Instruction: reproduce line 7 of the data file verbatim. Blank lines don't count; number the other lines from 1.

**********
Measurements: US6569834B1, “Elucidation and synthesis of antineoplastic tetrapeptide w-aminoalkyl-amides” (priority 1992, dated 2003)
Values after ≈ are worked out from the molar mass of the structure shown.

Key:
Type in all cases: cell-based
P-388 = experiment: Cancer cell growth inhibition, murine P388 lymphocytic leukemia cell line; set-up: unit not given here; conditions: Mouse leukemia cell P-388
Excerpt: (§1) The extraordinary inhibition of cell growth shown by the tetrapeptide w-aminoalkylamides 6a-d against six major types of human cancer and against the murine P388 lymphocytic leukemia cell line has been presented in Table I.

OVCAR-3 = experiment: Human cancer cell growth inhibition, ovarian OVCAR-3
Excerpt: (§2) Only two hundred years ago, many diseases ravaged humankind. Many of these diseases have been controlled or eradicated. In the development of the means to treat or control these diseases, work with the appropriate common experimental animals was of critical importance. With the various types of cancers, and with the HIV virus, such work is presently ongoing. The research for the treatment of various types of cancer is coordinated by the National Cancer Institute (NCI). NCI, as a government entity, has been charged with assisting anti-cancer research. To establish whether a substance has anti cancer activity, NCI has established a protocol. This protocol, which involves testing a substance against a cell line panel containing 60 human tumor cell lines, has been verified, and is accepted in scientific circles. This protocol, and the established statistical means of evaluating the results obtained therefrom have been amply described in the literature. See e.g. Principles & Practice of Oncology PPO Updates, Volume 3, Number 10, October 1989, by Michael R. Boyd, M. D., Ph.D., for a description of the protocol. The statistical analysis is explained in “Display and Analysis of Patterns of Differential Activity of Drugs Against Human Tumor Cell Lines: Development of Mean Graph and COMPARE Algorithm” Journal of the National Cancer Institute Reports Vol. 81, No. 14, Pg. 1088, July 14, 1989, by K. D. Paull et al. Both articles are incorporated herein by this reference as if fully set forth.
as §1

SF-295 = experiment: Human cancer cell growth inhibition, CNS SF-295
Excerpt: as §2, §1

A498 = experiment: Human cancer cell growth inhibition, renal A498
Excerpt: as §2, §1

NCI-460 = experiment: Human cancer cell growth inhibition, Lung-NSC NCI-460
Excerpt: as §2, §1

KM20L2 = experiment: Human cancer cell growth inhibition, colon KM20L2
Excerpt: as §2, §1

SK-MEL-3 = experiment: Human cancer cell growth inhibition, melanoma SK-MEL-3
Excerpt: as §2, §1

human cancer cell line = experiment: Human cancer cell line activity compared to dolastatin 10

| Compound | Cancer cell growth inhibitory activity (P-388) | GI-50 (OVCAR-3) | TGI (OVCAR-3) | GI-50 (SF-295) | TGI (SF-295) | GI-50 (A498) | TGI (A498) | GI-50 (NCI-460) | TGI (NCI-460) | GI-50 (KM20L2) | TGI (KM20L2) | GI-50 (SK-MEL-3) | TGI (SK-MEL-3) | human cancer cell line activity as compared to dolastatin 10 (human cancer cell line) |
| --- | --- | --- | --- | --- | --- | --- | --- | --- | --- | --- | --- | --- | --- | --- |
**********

OVCAR-3 = experiment: Human cancer cell growth inhibition, ovarian OVCAR-3